Kalam said that working beyond national borders is another key element.


“Humanity is devoting more and more attention to climate change, energy, water, disease, economic turbulence and terrorism etc., which are all of concern to the entire world and the solutions for which are beyond any individual nation or group of nations,” he said. “If the problems of the world know not of geographical borders, the education that becomes the foundation of all our science and technology, research and development also must of necessity become borderless.”


He said that as bio-technology and information communication technology converge, it will create a new technology called intelligence bio-science, which will lead to a disease-free human race with more longevity.


“Nano robots, when they are injected into a patient, my expert friends say, will diagnose and deliver the treatment exclusively in the affected area and then the nano-robot gets digested as it is a DNA based product,” Kalam said, but did not say how far in the future he thinks this will be possible.


He said leaders should act locally toward a global vision in which all people have equal access to clean drinking water, clean and affordable energy, access to electronic and knowledge connectivity, and the whole earth be a prosperous and peaceful place without poverty or war. For this, he proposed the World Knowledge Platform, and said the university has a role to play in this.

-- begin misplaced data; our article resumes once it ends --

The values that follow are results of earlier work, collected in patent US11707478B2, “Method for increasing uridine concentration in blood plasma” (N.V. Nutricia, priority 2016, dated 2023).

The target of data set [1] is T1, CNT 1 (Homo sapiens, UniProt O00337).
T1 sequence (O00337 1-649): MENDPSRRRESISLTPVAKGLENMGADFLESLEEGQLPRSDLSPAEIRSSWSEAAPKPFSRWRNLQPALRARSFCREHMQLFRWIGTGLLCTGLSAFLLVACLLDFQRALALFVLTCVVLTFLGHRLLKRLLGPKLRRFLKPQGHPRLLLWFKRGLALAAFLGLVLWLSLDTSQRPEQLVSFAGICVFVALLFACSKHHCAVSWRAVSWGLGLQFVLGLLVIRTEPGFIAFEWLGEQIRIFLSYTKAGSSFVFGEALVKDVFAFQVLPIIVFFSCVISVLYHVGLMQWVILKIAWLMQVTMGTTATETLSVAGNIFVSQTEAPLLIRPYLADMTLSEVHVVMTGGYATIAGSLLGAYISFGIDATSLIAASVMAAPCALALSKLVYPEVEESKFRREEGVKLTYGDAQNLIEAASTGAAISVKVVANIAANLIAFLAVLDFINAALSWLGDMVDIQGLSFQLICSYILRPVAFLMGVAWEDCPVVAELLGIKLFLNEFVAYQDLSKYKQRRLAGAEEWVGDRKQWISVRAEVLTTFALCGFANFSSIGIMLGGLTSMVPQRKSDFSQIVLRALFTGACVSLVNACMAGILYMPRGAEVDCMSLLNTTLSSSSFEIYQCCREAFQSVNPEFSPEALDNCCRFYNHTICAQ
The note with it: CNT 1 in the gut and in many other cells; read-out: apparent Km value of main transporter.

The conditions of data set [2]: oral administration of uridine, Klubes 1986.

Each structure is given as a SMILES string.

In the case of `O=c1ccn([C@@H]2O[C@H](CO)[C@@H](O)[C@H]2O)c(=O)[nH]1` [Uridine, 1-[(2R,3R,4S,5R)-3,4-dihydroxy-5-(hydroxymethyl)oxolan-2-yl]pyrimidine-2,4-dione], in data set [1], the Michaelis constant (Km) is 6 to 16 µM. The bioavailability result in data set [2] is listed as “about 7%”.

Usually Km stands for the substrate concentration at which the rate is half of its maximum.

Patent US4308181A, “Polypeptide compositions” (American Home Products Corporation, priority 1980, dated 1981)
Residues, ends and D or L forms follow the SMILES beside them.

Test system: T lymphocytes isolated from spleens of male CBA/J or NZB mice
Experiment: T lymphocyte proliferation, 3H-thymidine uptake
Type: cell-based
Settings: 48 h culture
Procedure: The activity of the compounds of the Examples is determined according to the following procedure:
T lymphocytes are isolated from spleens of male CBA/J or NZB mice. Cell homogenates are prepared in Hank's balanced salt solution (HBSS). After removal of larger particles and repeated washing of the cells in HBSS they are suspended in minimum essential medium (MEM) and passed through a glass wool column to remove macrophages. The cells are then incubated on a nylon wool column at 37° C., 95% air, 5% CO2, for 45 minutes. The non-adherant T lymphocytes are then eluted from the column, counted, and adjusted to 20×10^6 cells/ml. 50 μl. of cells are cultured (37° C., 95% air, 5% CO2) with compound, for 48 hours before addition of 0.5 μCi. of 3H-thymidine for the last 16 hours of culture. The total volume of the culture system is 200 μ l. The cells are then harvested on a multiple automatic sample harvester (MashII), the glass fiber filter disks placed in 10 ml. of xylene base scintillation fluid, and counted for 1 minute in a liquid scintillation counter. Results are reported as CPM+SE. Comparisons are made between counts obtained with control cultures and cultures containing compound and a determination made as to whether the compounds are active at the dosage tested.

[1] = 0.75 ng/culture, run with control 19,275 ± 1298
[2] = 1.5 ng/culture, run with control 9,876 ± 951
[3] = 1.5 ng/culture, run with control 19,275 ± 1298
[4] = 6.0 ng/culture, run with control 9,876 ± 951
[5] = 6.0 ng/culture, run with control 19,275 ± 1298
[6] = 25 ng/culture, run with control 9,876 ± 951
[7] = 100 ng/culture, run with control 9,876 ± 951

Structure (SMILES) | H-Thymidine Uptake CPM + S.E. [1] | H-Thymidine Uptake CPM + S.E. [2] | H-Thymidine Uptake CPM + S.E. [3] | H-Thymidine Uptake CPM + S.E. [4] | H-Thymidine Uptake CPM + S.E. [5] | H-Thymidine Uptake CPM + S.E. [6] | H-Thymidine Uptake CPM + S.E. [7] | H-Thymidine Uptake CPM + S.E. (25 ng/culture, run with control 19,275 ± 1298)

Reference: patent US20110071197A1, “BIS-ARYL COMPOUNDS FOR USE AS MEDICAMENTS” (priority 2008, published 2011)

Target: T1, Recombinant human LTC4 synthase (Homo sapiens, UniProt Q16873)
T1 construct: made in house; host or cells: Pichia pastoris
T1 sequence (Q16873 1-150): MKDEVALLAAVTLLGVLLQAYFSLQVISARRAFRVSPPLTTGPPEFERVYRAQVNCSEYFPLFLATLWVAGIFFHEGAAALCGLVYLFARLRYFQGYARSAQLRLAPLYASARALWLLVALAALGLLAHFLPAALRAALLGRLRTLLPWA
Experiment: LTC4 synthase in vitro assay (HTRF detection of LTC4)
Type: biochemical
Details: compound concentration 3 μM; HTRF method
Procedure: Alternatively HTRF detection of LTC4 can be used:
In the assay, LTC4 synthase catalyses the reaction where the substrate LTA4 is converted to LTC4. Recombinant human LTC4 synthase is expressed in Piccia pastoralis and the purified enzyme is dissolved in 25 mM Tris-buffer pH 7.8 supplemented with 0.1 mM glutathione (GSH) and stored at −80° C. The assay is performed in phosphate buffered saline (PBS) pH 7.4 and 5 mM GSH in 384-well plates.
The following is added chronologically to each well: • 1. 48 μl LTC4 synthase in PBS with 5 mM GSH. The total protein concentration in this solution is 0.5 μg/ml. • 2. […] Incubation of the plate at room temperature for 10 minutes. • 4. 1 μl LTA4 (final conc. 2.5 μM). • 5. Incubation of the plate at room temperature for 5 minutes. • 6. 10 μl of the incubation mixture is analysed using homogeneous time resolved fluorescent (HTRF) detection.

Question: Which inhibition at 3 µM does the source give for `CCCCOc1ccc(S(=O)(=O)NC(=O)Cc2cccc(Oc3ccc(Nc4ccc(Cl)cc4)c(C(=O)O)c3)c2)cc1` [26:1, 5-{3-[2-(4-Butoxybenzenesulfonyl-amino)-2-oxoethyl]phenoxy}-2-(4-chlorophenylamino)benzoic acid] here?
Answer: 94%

The mission of the Platform includes shifting dependence from fossil fuels to bio-fuel and other renewable energy, making drinking water and healthcare more available, better natural disaster prediction and management, and sustainability. He said any academic, research or industrial institutions from any worlds can join the Platform.


Moudgil said the office of the provost was honored to host this lecture as a part of The Varner Vitality Lecture Series, and that OU was truly proud to have such a “truly distinguished individual.”


After the lecture, some audience members commented that Kalam was hard to understand because of his accent. But those who understood him said they appreciated the message of what he said.


Corey Rice, a junior biochemistry major at OU, said he liked the part about science and technology’s role.


Lana Brown, an OU senior majoring in East Asian studies with a concentration in Southeast Asia, also said she enjoyed the lecture and thought Kalam was “very gracious, for being a person of such high stature.”


Waquad, a biology major with a human resources minor, said she agreed that many problems can be solved with technology. She said she planned to work in the field of infectious diseases and in human rights advocacy.


Rajendra Modi, a local resident who works at Ford, said Kalam’s message was simple and to the point. “Anyone would benefit from his message,” Modi said.


Photo by RICK SMITH/Oakland University: Abdul Kalam, former president of India, accepts an honorary degree from Virinder Moudgil, senior vice president for academic affairs and provost of Oakland University, while President Gary Russi (left) and School of Engineering and Computer Science Dean Peter Frick (right) look on.